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Somatic Cell Nuclear Transfer and the Creation of Transgenic Large Animal Models

  • Naomi Dicks
  • Luis B. Agellon
  • Vilceu Bordignon
Chapter

Abstract

Transgenic animals have been instrumental in biomedical and genetic research, particularly through the use of genetically modified mice. To facilitate translational research to humans, the development of larger species of transgenic animals is necessary. Furthermore, these transgenic large animal models have numerous other applications in biomedicine and agriculture. Various techniques to produce genetically altered animals have been developed throughout the years including pronuclear microinjection, sperm-mediated gene transfer (SMGT), electroporation, oocyte/embryo transduction and somatic cell nuclear transfer (SCNT). A major advantage of the SCNT technique is the ability to genetically modify donor cells and select for these transgenic cells prior to the cloning procedure, resulting in 100 % transgenic efficiency. This has particularly facilitated the production of transgenic large animals, for which embryonic stem cells that can be cultured and reliably modified in the laboratory are not fully established. In addition, new gene-editing technologies, such as zinc finger nucleases (ZFNs) and transcription activator-like effector nucleases (TALENs), have further assisted the creation of transgenic animals, notably gene-disrupted animals. Demand for these large transgenic animal models is increasing as a result of their numerous possible applications including the development of higher quality production animals, creation of stem cells for tissue repair (therapeutic cloning), production of protein-based pharmaceuticals (animal pharming), creation of organ donors for xenotransplantation and the creation of large animal models for biomedical research.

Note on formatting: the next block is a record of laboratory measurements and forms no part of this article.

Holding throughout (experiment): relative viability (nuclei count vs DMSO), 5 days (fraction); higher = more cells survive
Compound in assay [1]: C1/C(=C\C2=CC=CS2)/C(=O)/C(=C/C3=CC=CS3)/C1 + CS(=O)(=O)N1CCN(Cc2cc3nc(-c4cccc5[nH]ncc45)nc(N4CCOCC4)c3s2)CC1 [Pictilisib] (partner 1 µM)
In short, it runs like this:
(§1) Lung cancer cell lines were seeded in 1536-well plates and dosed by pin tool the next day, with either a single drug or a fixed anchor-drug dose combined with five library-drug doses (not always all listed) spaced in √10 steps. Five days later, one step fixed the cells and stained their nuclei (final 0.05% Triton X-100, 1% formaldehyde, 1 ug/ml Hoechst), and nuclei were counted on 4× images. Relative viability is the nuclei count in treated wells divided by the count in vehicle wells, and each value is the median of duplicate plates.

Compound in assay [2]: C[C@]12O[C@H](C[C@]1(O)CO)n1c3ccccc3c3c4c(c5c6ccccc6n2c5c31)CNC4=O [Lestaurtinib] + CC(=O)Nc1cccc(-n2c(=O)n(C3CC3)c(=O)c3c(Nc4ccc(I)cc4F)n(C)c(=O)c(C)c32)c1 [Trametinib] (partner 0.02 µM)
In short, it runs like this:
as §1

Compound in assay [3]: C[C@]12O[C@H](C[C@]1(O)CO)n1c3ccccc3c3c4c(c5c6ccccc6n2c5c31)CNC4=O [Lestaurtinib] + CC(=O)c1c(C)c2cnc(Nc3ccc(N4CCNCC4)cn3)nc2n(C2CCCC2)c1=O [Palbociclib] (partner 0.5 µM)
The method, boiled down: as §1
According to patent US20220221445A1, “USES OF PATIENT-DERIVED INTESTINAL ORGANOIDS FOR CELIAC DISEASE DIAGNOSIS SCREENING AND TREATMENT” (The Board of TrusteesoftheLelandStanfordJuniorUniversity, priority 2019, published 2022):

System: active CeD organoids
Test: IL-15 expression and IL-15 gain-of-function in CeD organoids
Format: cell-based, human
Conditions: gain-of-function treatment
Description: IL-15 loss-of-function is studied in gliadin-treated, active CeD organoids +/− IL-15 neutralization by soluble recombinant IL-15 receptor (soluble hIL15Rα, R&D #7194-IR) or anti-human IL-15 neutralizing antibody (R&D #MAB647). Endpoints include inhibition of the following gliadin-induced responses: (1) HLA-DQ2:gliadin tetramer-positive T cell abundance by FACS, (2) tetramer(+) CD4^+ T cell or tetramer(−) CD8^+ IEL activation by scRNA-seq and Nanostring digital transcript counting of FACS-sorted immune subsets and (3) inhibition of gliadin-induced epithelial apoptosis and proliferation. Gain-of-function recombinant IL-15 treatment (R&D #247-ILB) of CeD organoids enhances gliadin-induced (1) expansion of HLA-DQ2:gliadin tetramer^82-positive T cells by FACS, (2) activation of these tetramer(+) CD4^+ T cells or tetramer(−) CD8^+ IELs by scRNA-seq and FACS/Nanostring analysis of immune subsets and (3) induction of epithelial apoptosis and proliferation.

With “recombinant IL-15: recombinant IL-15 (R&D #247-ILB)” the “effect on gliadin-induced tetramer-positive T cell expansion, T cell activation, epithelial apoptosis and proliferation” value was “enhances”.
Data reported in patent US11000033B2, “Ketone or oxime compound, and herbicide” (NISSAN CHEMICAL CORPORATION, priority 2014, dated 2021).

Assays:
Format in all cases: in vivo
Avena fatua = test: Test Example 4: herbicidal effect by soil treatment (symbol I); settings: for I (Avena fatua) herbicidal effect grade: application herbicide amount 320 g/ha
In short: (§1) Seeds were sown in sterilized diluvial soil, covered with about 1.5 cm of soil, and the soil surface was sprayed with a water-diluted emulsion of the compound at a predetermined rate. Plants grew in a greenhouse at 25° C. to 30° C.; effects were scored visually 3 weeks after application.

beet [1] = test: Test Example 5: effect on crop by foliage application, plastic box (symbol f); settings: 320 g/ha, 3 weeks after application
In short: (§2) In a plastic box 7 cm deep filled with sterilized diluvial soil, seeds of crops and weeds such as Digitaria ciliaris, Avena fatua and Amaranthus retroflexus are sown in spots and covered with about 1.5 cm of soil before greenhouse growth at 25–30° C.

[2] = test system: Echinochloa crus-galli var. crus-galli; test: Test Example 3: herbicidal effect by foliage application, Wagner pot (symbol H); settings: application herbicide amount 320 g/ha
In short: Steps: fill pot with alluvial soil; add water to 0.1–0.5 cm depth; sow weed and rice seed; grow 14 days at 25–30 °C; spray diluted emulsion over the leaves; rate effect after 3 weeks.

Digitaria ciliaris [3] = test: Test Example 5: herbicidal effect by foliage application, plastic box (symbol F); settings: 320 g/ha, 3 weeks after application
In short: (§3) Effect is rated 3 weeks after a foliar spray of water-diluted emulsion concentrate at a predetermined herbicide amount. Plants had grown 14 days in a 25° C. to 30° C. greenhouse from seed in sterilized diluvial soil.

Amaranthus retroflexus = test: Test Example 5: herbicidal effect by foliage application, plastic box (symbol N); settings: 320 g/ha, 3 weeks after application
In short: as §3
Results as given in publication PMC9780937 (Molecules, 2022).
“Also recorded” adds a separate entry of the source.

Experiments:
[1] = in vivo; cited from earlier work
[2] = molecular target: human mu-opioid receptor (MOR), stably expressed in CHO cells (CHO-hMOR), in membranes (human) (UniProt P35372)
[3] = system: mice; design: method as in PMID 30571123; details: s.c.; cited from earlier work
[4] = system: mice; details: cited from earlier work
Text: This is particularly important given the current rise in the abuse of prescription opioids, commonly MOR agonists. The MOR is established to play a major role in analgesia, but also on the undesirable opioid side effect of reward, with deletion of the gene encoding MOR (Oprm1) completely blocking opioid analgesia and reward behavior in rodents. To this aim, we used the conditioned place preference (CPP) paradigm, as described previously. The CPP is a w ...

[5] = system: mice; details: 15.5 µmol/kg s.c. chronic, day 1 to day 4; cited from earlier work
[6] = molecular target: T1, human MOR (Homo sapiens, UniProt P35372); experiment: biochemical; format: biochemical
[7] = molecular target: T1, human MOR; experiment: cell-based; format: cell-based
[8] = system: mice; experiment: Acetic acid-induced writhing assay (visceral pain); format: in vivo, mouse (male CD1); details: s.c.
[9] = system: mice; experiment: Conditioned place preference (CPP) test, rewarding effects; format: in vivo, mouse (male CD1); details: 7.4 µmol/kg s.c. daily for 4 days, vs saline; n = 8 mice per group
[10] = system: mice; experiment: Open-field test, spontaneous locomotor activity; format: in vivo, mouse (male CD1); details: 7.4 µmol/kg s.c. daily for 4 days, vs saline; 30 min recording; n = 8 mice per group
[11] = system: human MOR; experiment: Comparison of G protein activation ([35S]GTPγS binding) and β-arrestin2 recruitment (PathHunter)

Keywords

Animal cloning Gene-editing RNA Interference Transcription activator-like effector nucleases Zinc finger nucleases 

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© Springer Science+Business Media, LLC 2015

Authors and Affiliations

  1. 1.Department of Animal ScienceMcGill UniversitySte-Anne-de-BellevueCanada
  2. 2.School of Dietetics and Human NutritionMcGill UniversitySte-Anne-de-BellevueCanada
  3. 3.Department of Animal ScienceMcGill UniversitySte-Anne-de-BellevueCanada

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